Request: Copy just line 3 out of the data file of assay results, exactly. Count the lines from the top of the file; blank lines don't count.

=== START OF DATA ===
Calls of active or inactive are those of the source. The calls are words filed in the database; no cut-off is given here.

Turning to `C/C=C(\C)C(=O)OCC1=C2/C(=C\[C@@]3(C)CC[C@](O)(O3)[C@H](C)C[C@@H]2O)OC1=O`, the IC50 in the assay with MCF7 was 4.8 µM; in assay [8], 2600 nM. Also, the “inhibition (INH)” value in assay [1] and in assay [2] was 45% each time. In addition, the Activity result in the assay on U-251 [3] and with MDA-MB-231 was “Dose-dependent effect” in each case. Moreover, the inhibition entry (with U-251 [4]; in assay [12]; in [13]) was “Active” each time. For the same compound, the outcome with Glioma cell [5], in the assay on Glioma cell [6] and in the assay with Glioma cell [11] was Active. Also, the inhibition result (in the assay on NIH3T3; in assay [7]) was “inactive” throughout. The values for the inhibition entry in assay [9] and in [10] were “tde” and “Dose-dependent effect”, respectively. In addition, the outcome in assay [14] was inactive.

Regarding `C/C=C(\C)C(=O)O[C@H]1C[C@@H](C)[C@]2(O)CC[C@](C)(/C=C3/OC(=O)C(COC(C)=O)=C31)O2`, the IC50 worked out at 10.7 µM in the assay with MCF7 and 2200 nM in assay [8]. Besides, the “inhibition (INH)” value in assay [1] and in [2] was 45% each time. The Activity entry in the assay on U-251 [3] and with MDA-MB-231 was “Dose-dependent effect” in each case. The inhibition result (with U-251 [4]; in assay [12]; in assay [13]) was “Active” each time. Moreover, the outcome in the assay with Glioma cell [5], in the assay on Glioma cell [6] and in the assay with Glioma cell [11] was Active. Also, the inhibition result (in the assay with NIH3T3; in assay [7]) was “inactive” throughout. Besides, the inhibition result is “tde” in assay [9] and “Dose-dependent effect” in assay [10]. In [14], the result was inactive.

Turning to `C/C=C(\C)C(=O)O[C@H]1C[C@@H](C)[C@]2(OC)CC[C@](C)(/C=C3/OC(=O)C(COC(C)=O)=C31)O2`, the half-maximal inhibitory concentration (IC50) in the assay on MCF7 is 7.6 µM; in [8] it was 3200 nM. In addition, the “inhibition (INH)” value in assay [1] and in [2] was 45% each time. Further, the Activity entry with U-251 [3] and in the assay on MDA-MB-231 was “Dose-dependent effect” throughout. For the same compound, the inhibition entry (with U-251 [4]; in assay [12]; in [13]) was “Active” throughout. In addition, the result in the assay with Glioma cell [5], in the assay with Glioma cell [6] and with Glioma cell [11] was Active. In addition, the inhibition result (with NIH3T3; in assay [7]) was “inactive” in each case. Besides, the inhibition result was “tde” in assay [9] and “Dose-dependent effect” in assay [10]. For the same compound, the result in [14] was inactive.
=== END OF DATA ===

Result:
Regarding `C/C=C(\C)C(=O)O[C@H]1C[C@@H](C)[C@]2(O)CC[C@](C)(/C=C3/OC(=O)C(COC(C)=O)=C31)O2`, the IC50 worked out at 10.7 µM in the assay with MCF7 and 2200 nM in assay [8]. Besides, the “inhibition (INH)” value in assay [1] and in [2] was 45% each time. The Activity entry in the assay on U-251 [3] and with MDA-MB-231 was “Dose-dependent effect” in each case. The inhibition result (with U-251 [4]; in assay [12]; in assay [13]) was “Active” each time. Moreover, the outcome in the assay with Glioma cell [5], in the assay on Glioma cell [6] and in the assay with Glioma cell [11] was Active. Also, the inhibition result (in the assay with NIH3T3; in assay [7]) was “inactive” throughout. Besides, the inhibition result is “tde” in assay [9] and “Dose-dependent effect” in assay [10]. In [14], the result was inactive.